Based on this RHCE guide we have created step by step guide of RHCE exam, By our RHCE guide you can get your RHCE certificates. We have managed various practical examples and suggest you to go through all these.

Everything in Linux can be reduced to a file, partitions are associated with files such as/ dev/hda1. Hardware components are associated with file such as / dev/modem. Detected device are documented as files in the /proc directory. The File system Hierarchy standard (FHS) is the official way to organize files in Unix and Linux directories.

 

-P. M. Sagavekar

RHCT (Red Hat Linux Certification Training) Skills

RHCT (Red Hat Linux Certification Training) Skills

 Troubleshooting and System Maintenance

RHCTs should be able to:
  • Boot systems into different run levels for troubleshooting and system maintenance
  • Diagnose and correct misconfigured networking
  • Diagnose and correct hostname resolution problems
  • Configure the X Window System and a desktop environment
  • Add new partitions, file systems, and swap to existing systems
  • Use standard command-line tools to analyses problems and configure system

Installation And Configuration:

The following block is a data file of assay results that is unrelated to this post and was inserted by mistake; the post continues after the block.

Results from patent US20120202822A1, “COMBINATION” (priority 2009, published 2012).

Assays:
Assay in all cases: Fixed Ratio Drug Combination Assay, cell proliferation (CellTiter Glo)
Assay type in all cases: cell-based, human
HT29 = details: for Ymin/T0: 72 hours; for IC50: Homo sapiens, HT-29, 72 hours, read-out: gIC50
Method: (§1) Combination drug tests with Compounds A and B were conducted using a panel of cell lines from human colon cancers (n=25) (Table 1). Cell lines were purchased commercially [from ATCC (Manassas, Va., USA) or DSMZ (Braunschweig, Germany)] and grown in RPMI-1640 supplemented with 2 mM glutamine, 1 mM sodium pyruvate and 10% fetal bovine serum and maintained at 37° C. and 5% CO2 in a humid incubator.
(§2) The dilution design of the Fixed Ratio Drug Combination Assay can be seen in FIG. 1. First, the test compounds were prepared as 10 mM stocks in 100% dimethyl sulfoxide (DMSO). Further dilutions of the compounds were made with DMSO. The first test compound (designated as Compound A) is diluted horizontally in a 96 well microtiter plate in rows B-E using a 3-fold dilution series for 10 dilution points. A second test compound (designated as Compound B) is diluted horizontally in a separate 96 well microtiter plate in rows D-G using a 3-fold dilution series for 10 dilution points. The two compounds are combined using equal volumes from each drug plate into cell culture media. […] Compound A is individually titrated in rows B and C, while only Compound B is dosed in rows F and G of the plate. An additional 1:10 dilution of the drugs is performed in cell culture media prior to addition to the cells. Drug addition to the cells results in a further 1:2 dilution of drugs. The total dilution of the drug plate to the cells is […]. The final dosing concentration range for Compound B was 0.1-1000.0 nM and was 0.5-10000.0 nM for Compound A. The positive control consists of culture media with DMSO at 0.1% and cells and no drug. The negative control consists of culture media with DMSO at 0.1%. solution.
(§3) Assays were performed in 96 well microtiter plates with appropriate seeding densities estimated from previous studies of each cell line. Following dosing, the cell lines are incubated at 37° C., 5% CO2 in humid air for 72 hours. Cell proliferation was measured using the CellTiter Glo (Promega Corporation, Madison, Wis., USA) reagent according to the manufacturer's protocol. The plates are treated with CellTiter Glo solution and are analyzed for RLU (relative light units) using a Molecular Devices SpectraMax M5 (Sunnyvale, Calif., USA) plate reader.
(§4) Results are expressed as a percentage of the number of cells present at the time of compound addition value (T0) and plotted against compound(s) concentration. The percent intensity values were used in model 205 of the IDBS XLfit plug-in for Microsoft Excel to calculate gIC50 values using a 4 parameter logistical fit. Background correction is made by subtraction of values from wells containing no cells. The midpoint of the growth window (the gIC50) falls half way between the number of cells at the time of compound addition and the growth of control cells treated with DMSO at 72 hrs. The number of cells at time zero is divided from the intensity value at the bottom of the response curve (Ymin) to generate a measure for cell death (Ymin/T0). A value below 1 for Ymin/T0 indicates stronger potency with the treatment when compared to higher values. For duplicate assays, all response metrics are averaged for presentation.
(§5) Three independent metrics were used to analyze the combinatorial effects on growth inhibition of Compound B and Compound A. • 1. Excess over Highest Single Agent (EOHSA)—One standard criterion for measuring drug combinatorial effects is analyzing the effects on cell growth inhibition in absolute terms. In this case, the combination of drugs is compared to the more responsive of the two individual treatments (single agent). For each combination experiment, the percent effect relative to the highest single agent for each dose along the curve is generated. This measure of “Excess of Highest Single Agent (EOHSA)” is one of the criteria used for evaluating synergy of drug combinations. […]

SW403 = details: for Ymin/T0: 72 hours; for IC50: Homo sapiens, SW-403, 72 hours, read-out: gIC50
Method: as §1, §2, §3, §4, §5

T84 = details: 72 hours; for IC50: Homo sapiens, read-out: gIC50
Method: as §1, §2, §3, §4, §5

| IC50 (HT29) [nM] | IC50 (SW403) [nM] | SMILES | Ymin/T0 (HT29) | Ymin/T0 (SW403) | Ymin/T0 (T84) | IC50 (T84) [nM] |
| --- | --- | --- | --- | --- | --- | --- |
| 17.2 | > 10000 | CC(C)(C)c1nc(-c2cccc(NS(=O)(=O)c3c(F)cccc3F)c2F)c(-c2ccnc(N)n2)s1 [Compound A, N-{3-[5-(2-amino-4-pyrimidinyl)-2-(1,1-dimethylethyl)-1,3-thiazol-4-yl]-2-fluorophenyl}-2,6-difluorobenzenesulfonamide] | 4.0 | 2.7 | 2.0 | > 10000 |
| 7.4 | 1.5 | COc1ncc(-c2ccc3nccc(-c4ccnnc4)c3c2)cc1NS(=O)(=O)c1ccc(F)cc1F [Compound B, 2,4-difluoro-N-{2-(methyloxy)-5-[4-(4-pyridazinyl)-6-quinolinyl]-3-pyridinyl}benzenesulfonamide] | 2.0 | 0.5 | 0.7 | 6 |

• RHCT must be able to:
  • Perform network OS installation
  • Implement a custom partitioning scheme
  • Configure printing
  • Configure the scheduling of task using cron and at
  • Attach system to a network directory service, such as NIS or LDAP
  • Configure autofs
  • Add and manage users, groups, quotas, and file Access Control Lists
  • Configure file system permissions for collaboration
  • Install and update package using rpm
  • Properly update the kernel package
  • Configure the system to update/install package from remote repositories using yum or pup
  • Modify the system boot loader
  • Implement software RAID at install-time and run-time
  • Use /proc/sys and sysctl to modify and set kernel run-time parameters
  • Use scripting to automate system maintenance tasks

Configure NTP for time synchronization with a higher-stratum server.

 

-P. M. Sagavekar